Posted By dempd on 10/08/2010 5:05 PM
This is how I set it up in my lesson plans;
Fly along the taxiway. Just before reaching an intersection, say "quick stop". The student "quickly", and "abruptly", "jams on the brakes"! The point being to stop just before reaching the intersection. (20-25ft / 40kts) (similar to a takeoff run)
teaching environment we should all be cautious of the words we use and how they
maybe misunderstood. You’re correct in that the Quick Stop can be preformed
with a quick and/or rapid cyclic application. That would then require an
equally rapid application of collective and pedal to maintain coordination. The
Quick Stop, in any case, is still preformed with smoothness and coordination.
never be any abrupt control movements, except in case of emergency. Abruptness
is a sudden unexpected (unplanned) action lacking continuity.
Moving fast or doing something in a short time;
prompt; happening with little or no delay.
Happening in a short time or at a fast pace;
characterized by great speed.
Sudden and unexpected; not flowing smoothly;
disjointed; lacking smoothness or continuity.
PTS sets the standard for training and testing in the U.S. As such, the PTS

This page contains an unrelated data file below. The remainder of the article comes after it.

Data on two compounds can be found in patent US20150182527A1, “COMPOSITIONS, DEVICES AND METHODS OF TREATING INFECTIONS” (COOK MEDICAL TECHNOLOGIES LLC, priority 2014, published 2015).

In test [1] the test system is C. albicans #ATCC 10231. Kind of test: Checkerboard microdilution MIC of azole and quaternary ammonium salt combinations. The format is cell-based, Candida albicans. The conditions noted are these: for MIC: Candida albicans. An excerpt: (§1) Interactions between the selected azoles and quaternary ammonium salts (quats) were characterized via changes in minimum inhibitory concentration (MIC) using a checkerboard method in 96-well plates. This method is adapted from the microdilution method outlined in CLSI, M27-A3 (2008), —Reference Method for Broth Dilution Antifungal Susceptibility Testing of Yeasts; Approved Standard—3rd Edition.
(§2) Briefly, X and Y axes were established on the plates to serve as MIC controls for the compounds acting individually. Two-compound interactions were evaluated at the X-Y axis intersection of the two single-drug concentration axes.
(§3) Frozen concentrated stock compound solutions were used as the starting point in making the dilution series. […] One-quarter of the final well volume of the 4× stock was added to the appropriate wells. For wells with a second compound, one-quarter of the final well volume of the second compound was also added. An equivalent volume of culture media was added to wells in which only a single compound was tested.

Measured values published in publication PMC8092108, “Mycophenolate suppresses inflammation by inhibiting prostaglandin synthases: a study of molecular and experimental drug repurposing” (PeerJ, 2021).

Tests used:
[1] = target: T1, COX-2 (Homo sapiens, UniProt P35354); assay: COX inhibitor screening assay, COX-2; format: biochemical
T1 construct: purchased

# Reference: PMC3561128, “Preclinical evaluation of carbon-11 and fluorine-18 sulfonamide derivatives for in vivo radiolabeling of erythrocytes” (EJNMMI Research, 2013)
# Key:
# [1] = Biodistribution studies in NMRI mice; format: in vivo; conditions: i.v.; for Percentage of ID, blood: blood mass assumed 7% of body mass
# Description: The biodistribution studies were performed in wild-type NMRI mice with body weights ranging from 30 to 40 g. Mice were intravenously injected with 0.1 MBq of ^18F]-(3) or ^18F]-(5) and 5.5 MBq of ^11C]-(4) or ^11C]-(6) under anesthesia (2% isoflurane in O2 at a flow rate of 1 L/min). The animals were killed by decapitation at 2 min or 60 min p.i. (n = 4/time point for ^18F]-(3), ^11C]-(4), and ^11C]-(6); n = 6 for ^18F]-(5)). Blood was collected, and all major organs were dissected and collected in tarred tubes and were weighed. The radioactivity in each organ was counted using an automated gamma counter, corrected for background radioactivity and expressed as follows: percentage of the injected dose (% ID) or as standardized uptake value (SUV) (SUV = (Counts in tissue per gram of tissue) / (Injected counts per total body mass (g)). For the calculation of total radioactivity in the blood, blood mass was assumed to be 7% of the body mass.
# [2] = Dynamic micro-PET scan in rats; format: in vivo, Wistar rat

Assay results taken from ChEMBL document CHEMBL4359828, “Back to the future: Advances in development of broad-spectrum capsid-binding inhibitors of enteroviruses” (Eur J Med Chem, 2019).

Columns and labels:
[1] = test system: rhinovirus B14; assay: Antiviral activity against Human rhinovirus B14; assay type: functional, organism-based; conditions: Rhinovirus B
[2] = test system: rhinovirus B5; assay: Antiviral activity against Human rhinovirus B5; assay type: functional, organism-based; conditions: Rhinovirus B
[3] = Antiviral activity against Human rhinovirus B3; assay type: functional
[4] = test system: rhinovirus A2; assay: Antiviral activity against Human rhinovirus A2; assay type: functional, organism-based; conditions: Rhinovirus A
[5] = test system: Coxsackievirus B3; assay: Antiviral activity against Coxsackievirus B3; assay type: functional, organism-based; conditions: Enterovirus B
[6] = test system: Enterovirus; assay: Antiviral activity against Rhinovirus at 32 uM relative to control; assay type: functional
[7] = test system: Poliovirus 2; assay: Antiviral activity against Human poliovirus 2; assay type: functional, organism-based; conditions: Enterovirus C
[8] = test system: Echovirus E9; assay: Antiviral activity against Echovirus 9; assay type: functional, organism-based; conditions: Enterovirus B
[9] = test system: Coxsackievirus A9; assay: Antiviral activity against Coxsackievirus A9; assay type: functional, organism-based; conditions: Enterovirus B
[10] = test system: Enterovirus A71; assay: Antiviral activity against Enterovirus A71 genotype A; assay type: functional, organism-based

references the standards for the Rapid Deceleration in FAA-H-8083-21 (pg. 10-3),
which calls for the maneuver to be performed slowly and smoothly with the
primary emphasis on coordination.
A. TASK: RAPID
REFERENCE (S): FAA-H-8083-21; Helicopter Flight Manual.
determine that the applicant:
knowledge of the elements related to rapid deceleration.
2. Maintains RPM
within normal limits.
coordinates all controls throughout the execution of the maneuver.
4. Maintains an
altitude that will permit safe clearance between the tail boom and the
5. Decelerates and
terminates in a stationary hover at the recommended hovering altitude.
heading throughout the maneuver, ±5°.
FAA-H-8083-21, pg. 10-3
operations, use the rapid deceleration or quick stop maneuver to slow the
helicopter rapidly and bring it to a stationary hover. The maneuver requires a
high degree of coordination of all controls. It is practiced at an altitude
that permits a safe clearance between the tail rotor and the surface throughout
the maneuver, especially at the point where the pitch attitude is highest. The
altitude at completion should be no higher than the maximum safe hovering
altitude prescribed by the manufacturer. In selecting an altitude at which to
begin the maneuver, you should take into account the over all length of the
helicopter and the height/velocity diagram. Even
though the maneuver is called a rapid deceleration or quick stop, it is
performed slowly and smoothly with the primary emphasis on coordination.